How to Make a Placenta Print

A placenta print is using your baby’s placenta to make a print on paper as a keepsake. A placenta print is not something that everyone wants or needs. It is a personal decision. It can be done no matter where you give birth.

You will want to do a placenta print within a few days of birth. If you are not using a completely fresh placenta, you will want to keep it refrigerated until you are ready to use it.

To get started you will need the following supplies:

  • Placenta
  • Paper(s)
  • Color
  • Water
  • Towels
  • Gloves

Use Acid-Free Materials

The coloring that you use for your placenta can be an ink that is acid-free. Many people do the first few prints with the blood that comes with the placenta. After that, you can use any color you want to use. Some people will try to color coordinate with a theme or room where they intend to hang the print.

The paper that you use will also need to be acid-free. This ensures the longevity of your prints. You will want to have larger paper sizes available if you intend to do the traditional tree of life positioning of your placenta. Smaller sizes can be used for other designs. You can also use very large sizes for multiple prints like from twin placentas or for multiple prints of the same placenta.


To begin, you will want to ensure that the placenta is not frozen, if it is, let it thaw to make it more moveable. Once it is mobile, put your gloves on and you will want to lay it out in the position you would like your print to be. If you are doing a blood print, you won’t need to add color at this step.

It is easier to bring the paper to the placenta, than the other way around. So lower the paper onto the placenta and press lightly to ensure a good print. Pull the paper straight up as not to contaminate the print by touching the paper again. You can make multiple prints until the blood no longer leaves a mark.

Once you need to add color or if this is where you want to start, you will need to clean the placenta off. You can simply run the placenta under water and dry it off. Once the placenta is dry you can then add color. An acid-free ink pad is fine for this purpose. You simply turn the ink pad upside down to cover the entire surface of the placenta that you choose with ink. You can also apply color with a brush but apply enough color to avoid brush marks, unless that's the look you’re going for with your print. If you are planning to do placental encapsulation, you will only want to use inks that are safe to ingest. This is usually color from a food source, like a blueberry stain.

Which side of the placenta you use is up to you. The fetal side is the side where the cord actually protrudes (usually) from the center of the placenta. This tends to give you a smoother print, with emphasis on the cord. This works well if you want to emphasize that this is a placenta.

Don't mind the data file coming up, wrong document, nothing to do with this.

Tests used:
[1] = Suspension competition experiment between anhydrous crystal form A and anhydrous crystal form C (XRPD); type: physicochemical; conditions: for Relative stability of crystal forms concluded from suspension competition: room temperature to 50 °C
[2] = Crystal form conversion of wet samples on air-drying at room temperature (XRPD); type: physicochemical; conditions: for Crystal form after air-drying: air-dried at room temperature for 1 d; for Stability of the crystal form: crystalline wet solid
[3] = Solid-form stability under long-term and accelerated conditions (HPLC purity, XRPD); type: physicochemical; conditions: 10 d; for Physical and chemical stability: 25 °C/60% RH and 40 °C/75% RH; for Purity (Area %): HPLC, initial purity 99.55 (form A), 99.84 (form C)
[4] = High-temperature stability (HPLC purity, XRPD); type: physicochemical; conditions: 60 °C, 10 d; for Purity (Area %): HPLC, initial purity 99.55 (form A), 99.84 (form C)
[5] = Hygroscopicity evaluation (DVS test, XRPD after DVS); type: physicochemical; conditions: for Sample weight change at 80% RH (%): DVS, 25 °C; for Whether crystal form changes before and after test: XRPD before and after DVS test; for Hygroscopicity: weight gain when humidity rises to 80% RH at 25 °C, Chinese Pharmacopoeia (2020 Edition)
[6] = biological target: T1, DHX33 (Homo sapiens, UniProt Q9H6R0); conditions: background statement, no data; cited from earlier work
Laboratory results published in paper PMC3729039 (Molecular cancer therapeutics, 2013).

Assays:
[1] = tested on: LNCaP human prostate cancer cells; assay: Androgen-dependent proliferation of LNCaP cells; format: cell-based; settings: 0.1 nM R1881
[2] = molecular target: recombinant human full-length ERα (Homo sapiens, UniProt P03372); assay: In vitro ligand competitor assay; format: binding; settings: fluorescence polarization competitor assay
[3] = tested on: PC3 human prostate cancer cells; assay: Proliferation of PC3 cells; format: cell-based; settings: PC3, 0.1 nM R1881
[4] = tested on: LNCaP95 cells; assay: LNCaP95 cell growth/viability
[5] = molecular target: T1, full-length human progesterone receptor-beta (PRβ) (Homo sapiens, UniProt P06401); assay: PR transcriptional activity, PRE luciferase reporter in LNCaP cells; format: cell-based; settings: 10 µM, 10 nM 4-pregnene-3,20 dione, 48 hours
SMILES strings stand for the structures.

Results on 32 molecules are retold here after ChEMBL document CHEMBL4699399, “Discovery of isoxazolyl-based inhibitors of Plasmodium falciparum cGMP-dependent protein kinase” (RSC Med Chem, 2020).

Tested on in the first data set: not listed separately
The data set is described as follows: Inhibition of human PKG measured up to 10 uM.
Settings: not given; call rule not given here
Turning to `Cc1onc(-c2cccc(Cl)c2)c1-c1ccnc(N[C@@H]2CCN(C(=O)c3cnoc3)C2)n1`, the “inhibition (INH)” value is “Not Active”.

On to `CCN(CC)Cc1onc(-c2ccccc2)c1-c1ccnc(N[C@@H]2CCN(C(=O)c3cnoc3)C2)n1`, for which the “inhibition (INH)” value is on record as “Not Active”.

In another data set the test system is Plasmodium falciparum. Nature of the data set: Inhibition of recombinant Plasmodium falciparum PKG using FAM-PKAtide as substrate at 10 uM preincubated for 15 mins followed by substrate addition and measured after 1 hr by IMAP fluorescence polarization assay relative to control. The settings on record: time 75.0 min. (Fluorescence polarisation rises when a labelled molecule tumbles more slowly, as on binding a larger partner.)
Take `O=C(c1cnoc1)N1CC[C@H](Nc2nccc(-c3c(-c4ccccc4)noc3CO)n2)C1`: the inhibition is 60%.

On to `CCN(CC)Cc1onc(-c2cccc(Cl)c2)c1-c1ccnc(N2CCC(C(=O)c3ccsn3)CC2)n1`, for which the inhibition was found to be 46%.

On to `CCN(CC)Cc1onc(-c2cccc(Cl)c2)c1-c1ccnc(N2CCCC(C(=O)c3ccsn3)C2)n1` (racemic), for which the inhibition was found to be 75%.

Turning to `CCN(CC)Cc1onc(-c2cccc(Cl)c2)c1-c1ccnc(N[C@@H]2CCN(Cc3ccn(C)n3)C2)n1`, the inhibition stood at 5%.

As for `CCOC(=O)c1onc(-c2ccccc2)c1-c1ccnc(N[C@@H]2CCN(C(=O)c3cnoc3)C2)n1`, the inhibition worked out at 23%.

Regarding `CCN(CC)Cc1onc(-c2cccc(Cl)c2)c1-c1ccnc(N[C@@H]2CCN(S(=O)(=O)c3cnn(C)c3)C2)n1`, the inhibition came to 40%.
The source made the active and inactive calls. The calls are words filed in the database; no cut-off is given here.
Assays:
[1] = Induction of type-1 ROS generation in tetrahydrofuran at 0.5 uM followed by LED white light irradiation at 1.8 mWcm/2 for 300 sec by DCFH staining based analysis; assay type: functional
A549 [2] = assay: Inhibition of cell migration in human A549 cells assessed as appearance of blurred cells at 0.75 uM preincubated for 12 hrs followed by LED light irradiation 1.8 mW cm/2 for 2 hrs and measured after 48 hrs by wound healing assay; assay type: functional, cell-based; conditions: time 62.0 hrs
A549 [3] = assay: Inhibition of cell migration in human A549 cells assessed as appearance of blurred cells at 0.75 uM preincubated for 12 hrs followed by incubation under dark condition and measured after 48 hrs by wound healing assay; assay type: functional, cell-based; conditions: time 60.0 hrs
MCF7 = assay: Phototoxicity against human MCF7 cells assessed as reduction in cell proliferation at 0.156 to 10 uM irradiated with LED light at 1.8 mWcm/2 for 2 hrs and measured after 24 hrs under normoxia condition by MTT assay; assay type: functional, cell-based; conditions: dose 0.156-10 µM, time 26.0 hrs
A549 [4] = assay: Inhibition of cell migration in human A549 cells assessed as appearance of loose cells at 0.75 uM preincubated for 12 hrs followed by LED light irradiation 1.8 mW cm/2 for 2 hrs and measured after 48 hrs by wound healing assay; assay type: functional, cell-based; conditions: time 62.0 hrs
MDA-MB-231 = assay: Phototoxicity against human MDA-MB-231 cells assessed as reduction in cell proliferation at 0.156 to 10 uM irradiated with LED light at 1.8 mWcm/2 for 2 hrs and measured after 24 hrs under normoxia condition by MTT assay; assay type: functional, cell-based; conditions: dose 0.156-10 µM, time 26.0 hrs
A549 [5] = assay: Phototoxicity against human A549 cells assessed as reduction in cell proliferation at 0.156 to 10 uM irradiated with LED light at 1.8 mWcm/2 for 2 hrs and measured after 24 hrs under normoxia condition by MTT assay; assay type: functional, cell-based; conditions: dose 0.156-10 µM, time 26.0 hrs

If you choose to use the maternal side, your print will have more texture. You can choose to have the cord hidden or use it as well. Some artists will use the placenta this way as a piece of a painting, masking the fact that it’s a placenta. Some choose this side to showcase the maternal side of the placenta. Some just think it looks different.

How you pose your placenta for printing is totally up to you. You can do multiple prints or just a few. What you do with them later is also your choice. Some parents use them in the baby’s room, while others simply put them away as a treasured object for the baby’s book. Then there are parents who think this makes a great living room print in a fancy frame. The choice is yours.

As for what to do with the placenta when you’re done…if you’re not encapsulating you can choose to dispose of it via your midwife or doctor. Some families choose to use it to help fertilize a plant by burying it in the backyard.

2 Sources
Verywell Family uses only high-quality sources, including peer-reviewed studies, to support the facts within our articles. Read our editorial process to learn more about how we fact-check and keep our content accurate, reliable, and trustworthy.
  1. Young SM, Gryder LK, Zava D, Kimball DW, Benyshek DC. Presence and concentration of 17 hormones in human placenta processed for encapsulation and consumption. Placenta. 2016;43:86-9. doi:10.1016/j.placenta.2016.05.005

  2. Burns E. More than clinical waste? Placenta rituals among Australian home-birthing women. J Perinat Educ. 2014;23(1):41-9. doi:10.1891/1058-1243.23.1.41

By Robin Elise Weiss, PhD, MPH
Robin Elise Weiss, PhD, MPH is a professor, author, childbirth and postpartum educator, certified doula, and lactation counselor.